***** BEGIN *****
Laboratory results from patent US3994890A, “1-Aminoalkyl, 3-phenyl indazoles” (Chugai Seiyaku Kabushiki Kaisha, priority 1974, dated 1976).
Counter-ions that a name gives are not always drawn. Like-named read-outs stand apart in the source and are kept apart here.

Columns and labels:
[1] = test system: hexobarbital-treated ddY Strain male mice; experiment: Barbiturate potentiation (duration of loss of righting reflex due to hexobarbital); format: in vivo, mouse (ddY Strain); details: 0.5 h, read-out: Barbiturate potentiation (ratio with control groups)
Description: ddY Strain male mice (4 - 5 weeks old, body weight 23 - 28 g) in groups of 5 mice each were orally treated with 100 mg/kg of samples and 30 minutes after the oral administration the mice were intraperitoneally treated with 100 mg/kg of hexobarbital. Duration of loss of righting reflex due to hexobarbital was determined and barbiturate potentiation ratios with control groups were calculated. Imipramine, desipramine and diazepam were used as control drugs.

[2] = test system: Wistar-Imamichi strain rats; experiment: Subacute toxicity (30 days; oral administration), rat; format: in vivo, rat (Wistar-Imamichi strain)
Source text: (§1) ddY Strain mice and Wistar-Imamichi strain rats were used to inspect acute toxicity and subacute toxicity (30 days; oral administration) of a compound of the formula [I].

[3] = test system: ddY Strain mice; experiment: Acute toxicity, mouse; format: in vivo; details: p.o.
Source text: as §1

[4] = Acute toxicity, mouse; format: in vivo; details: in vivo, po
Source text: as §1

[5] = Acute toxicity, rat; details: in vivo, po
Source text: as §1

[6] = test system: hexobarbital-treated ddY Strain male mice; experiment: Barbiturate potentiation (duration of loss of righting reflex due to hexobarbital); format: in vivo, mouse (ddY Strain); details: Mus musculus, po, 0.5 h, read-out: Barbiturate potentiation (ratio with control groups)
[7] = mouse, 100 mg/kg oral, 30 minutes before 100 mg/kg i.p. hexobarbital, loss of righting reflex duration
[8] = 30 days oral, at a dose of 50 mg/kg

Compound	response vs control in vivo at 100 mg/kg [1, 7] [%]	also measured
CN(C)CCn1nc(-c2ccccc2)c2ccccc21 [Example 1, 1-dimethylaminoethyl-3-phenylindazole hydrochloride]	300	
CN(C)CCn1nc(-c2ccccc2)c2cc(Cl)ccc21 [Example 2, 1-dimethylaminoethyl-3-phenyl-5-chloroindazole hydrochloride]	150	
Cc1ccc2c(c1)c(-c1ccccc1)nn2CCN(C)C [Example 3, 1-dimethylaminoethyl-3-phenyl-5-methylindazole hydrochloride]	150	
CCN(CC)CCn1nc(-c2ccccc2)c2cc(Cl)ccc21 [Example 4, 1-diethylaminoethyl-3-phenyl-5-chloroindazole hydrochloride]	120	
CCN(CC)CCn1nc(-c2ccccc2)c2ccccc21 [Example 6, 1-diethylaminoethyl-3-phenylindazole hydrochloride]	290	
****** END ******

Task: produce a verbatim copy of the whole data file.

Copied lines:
Laboratory results from patent US3994890A, “1-Aminoalkyl, 3-phenyl indazoles” (Chugai Seiyaku Kabushiki Kaisha, priority 1974, dated 1976).
Counter-ions that a name gives are not always drawn. Like-named read-outs stand apart in the source and are kept apart here.

Columns and labels:
[1] = test system: hexobarbital-treated ddY Strain male mice; experiment: Barbiturate potentiation (duration of loss of righting reflex due to hexobarbital); format: in vivo, mouse (ddY Strain); details: 0.5 h, read-out: Barbiturate potentiation (ratio with control groups)
Description: ddY Strain male mice (4 - 5 weeks old, body weight 23 - 28 g) in groups of 5 mice each were orally treated with 100 mg/kg of samples and 30 minutes after the oral administration the mice were intraperitoneally treated with 100 mg/kg of hexobarbital. Duration of loss of righting reflex due to hexobarbital was determined and barbiturate potentiation ratios with control groups were calculated. Imipramine, desipramine and diazepam were used as control drugs.

[2] = test system: Wistar-Imamichi strain rats; experiment: Subacute toxicity (30 days; oral administration), rat; format: in vivo, rat (Wistar-Imamichi strain)
Source text: (§1) ddY Strain mice and Wistar-Imamichi strain rats were used to inspect acute toxicity and subacute toxicity (30 days; oral administration) of a compound of the formula [I].

[3] = test system: ddY Strain mice; experiment: Acute toxicity, mouse; format: in vivo; details: p.o.
Source text: as §1

[4] = Acute toxicity, mouse; format: in vivo; details: in vivo, po
Source text: as §1

[5] = Acute toxicity, rat; details: in vivo, po
Source text: as §1

[6] = test system: hexobarbital-treated ddY Strain male mice; experiment: Barbiturate potentiation (duration of loss of righting reflex due to hexobarbital); format: in vivo, mouse (ddY Strain); details: Mus musculus, po, 0.5 h, read-out: Barbiturate potentiation (ratio with control groups)
[7] = mouse, 100 mg/kg oral, 30 minutes before 100 mg/kg i.p. hexobarbital, loss of righting reflex duration
[8] = 30 days oral, at a dose of 50 mg/kg

Compound	response vs control in vivo at 100 mg/kg [1, 7] [%]	also measured
CN(C)CCn1nc(-c2ccccc2)c2ccccc21 [Example 1, 1-dimethylaminoethyl-3-phenylindazole hydrochloride]	300	
CN(C)CCn1nc(-c2ccccc2)c2cc(Cl)ccc21 [Example 2, 1-dimethylaminoethyl-3-phenyl-5-chloroindazole hydrochloride]	150	
Cc1ccc2c(c1)c(-c1ccccc1)nn2CCN(C)C [Example 3, 1-dimethylaminoethyl-3-phenyl-5-methylindazole hydrochloride]	150	
CCN(CC)CCn1nc(-c2ccccc2)c2cc(Cl)ccc21 [Example 4, 1-diethylaminoethyl-3-phenyl-5-chloroindazole hydrochloride]	120	
CCN(CC)CCn1nc(-c2ccccc2)c2ccccc21 [Example 6, 1-diethylaminoethyl-3-phenylindazole hydrochloride]	290	